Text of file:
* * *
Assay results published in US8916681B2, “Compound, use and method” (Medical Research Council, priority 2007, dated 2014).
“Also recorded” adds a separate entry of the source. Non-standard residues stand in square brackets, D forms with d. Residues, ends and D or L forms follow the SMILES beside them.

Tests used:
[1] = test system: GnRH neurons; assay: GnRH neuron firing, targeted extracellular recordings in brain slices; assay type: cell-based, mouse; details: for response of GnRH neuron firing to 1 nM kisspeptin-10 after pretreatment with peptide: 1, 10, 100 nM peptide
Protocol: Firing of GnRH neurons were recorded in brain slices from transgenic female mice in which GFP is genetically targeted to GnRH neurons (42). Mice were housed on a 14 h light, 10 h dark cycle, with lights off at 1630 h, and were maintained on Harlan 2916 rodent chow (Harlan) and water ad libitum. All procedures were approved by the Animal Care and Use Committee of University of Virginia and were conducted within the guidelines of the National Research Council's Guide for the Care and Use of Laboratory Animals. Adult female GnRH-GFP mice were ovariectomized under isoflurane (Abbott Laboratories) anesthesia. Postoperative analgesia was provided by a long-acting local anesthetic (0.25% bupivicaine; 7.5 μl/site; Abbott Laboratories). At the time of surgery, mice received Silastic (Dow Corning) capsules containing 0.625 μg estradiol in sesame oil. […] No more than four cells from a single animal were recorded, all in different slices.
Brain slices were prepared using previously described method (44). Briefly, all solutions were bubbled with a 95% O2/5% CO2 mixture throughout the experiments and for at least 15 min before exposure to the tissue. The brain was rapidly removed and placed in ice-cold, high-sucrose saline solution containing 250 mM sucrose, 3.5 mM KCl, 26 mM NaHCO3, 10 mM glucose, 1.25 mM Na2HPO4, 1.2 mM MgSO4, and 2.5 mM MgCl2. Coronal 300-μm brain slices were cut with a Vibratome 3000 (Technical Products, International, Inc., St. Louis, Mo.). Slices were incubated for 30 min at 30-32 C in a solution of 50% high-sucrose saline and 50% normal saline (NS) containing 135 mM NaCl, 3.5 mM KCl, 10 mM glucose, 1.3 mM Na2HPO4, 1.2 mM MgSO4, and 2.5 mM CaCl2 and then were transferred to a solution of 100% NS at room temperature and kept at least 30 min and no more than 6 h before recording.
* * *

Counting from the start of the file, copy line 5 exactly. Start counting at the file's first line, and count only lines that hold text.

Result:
Protocol: Firing of GnRH neurons were recorded in brain slices from transgenic female mice in which GFP is genetically targeted to GnRH neurons (42). Mice were housed on a 14 h light, 10 h dark cycle, with lights off at 1630 h, and were maintained on Harlan 2916 rodent chow (Harlan) and water ad libitum. All procedures were approved by the Animal Care and Use Committee of University of Virginia and were conducted within the guidelines of the National Research Council's Guide for the Care and Use of Laboratory Animals. Adult female GnRH-GFP mice were ovariectomized under isoflurane (Abbott Laboratories) anesthesia. Postoperative analgesia was provided by a long-acting local anesthetic (0.25% bupivicaine; 7.5 μl/site; Abbott Laboratories). At the time of surgery, mice received Silastic (Dow Corning) capsules containing 0.625 μg estradiol in sesame oil. […] No more than four cells from a single animal were recorded, all in different slices.